Hypnosis is a therapeutic technique that allows clients to make deep changes more quickly than talk therapy alone. During a typical hypnosis session, the therapist and client collaborate through talk therapy to determine what topic they would like to address. Then, the clinician uses focused attention and guided imagery to help the client relax, focus their minds, and be receptive to the goal they have set for themselves.
Common Myths About Hypnosis (adapted from the American Society of Clinical Hypnosis website)
1. Hypnosis will make you lose control or surrender your will.
A hypnotic state is not the same thing as gullibility or weakness. Many people base their assumptions about hypnotism on stage acts, but fail to take into account that stage hypnotists screen their volunteers to select those who are cooperative, with possible exhibitionist tendencies, as well as responsive to hypnosis. Stage acts help create a myth about hypnosis which discourages people from seeking legitimate hypnotherapy.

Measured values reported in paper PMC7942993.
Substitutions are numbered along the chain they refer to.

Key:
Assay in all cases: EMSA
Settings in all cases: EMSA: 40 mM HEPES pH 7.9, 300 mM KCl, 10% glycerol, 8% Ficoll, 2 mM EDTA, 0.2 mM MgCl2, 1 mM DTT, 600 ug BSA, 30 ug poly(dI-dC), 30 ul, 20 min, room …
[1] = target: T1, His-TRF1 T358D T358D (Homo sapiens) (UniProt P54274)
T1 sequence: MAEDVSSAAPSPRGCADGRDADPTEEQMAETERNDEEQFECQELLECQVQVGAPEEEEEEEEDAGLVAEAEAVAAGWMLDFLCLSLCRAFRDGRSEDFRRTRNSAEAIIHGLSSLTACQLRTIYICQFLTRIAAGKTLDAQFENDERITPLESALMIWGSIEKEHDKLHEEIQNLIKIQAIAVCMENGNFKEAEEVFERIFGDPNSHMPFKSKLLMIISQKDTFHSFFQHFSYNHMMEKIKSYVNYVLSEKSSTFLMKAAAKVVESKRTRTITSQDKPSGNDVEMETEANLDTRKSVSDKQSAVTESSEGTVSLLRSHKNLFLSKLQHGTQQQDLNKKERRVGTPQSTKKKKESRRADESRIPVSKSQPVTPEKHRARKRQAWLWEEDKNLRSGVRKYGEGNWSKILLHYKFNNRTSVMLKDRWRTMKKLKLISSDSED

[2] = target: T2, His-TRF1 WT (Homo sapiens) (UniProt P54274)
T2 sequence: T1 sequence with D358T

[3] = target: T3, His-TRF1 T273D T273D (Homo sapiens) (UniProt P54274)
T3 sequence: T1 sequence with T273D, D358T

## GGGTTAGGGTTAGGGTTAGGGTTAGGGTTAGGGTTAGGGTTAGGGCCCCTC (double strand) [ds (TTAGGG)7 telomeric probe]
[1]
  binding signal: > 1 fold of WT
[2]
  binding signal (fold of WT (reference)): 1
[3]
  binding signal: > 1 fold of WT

2. You will lose consciousness or have amnesia when you are hypnotized.
A small percentage of subjects, who go into very deep levels of trance will fit this stereotype and have spontaneous amnesia. The majority of people remember everything that occurs in hypnosis. This is beneficial, because the most of what we want to accomplish in hypnosis may be done in a medium depth trance, where people tend to remember everything.
3. You will be under the therapist/hypnotist’s control.
In hypnosis, the patient is not under the control of the hypnotist. Hypnosis is not something imposed on people, but something they do for themselves. A hypnotist simply serves as a facilitator to guide them.
Hypnosis is used to help treat a wide range of issues, including:
For more information about clinical hypnosis, please visit the American Society of Clinical Hypnosis.